Researchers from Bath University have disproved a widely held theory about how the Northern Lights impact the satellite signals used for global positioning.
It has long been thought that plasma turbulence within the polar Auroras has been responsible for disrupting Global Navigation Satellite Systems (GNSS) such as the United States’ GPS, Europe’s Galileo, and Russia’s GLONASS. However, members of Bath’s Department of Electronic & Electrical Engineering, working alongside the European Incoherent Scatter Scientific Association (EISCAT), were able to prove that this turbulence does not exist.
Observing the natural phenomenon in Tromsø, northern Norway, the team analysed the Northern Lights simultaneously using radar and a co-located GPS receiver. According to the researchers, the radar provided a ‘snapshot’ of the Aurora Borealis and proved for the first time that plasma turbulence was not behind the satellite disruption. This suggests that some form of new, unknown mechanism is at play within the polar lights affecting GNSS signals, and the team believes the discovery will ultimately lead to improvements in the robustness of GNSS technology.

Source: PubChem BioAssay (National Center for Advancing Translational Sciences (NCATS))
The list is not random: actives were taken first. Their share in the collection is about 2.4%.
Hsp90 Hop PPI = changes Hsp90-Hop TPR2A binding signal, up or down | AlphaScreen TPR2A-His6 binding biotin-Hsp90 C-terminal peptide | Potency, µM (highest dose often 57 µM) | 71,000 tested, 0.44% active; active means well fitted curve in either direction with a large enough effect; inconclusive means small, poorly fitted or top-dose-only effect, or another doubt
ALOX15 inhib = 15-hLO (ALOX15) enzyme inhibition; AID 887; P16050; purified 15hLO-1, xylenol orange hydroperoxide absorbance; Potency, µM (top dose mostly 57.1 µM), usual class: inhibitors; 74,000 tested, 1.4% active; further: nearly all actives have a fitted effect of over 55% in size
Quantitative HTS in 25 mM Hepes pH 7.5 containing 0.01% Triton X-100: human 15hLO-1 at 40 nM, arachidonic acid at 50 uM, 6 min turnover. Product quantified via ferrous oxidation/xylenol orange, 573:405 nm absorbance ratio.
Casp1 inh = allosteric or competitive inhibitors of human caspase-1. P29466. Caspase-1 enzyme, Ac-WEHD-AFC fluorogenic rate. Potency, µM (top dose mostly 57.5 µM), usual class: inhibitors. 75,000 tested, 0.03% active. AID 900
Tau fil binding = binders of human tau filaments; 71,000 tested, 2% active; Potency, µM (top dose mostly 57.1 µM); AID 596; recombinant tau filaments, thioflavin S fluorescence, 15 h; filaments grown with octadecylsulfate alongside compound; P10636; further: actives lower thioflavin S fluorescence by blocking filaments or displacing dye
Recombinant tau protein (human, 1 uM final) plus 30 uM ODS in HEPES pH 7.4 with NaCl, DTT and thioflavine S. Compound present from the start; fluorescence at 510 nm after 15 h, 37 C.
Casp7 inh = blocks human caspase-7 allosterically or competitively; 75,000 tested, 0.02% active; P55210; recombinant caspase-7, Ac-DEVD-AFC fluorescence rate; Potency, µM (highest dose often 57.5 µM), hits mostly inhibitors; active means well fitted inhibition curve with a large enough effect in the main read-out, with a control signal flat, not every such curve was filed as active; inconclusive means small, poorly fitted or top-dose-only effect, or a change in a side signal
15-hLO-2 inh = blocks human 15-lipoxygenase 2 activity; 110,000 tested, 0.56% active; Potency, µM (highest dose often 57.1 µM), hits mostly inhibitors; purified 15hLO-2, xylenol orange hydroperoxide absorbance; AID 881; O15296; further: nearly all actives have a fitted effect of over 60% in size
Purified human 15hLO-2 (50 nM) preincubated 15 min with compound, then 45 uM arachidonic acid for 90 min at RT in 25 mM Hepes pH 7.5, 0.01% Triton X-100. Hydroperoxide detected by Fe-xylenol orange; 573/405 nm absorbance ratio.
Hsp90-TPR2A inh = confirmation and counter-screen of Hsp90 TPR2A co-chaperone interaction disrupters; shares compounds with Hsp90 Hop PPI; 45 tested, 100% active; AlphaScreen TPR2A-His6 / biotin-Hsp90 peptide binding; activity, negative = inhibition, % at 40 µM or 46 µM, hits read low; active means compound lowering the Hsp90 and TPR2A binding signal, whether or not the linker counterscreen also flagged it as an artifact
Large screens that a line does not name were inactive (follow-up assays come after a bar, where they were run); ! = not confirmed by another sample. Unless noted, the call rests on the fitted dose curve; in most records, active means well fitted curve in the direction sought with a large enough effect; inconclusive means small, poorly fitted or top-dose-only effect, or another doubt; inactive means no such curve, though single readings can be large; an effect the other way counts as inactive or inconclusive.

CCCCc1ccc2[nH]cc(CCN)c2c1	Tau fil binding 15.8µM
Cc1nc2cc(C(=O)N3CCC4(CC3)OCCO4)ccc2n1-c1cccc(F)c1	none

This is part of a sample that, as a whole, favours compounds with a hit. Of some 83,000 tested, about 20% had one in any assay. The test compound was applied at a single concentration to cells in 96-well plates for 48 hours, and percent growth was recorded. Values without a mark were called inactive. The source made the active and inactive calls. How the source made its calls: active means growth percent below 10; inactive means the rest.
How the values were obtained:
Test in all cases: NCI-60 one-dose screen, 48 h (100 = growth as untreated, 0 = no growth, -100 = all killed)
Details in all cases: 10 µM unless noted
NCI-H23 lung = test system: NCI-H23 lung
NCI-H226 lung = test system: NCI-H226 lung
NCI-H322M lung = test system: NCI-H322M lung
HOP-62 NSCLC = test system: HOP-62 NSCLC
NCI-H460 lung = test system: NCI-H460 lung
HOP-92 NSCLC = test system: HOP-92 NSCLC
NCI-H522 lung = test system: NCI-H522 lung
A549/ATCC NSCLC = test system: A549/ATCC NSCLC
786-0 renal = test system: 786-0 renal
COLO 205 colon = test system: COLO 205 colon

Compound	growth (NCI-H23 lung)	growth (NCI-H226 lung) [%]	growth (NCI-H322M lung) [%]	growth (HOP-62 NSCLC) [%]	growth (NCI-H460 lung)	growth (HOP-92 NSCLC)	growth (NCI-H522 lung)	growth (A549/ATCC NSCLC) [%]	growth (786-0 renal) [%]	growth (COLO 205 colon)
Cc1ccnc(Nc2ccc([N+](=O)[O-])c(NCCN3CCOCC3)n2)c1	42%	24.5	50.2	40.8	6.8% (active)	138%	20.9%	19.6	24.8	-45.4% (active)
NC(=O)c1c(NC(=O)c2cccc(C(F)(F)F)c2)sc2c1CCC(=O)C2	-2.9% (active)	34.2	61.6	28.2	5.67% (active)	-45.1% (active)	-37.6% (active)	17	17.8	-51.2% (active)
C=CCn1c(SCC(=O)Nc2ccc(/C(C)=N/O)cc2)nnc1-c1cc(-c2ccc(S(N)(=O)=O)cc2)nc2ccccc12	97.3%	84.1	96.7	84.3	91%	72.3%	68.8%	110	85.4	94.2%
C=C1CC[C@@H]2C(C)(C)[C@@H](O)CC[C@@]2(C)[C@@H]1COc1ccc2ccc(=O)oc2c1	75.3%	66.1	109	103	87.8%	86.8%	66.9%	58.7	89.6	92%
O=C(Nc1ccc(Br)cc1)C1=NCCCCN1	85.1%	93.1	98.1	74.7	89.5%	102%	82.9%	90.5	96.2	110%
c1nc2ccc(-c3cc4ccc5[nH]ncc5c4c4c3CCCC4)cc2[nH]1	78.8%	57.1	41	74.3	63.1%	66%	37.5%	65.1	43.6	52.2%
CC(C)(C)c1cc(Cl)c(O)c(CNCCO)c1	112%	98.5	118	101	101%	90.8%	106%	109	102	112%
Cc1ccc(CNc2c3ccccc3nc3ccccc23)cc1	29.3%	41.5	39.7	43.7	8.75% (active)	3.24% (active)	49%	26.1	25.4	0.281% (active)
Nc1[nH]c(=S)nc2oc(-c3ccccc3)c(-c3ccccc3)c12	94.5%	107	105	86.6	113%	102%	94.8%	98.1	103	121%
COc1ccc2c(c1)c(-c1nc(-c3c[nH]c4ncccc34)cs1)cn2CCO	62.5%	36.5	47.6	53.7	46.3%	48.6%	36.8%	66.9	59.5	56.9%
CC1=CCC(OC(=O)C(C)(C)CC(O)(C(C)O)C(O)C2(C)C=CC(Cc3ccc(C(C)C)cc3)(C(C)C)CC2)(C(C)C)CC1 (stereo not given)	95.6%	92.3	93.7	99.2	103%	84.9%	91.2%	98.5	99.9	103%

“With increasing dependency upon GNSS with the planned introduction of 5G networks and autonomous vehicles which rely heavily on GNSS, the need for accurate and reliable satellite navigation systems everywhere in the world has never been more critical,” said Bath’s Dr Biagio Forte, lead researcher on the project.
“The potential impact of inaccurate GNSS signals could be severe. Whilst outages in mobile phones may not be life threatening, unreliability in satellite navigations systems in autonomous vehicles or drones delivering payloads could result in serious harm to both humans and the environment. This new understanding of the mechanisms which affect GNSS outages will lead to new technology that will enable safe and reliable satellite navigation.”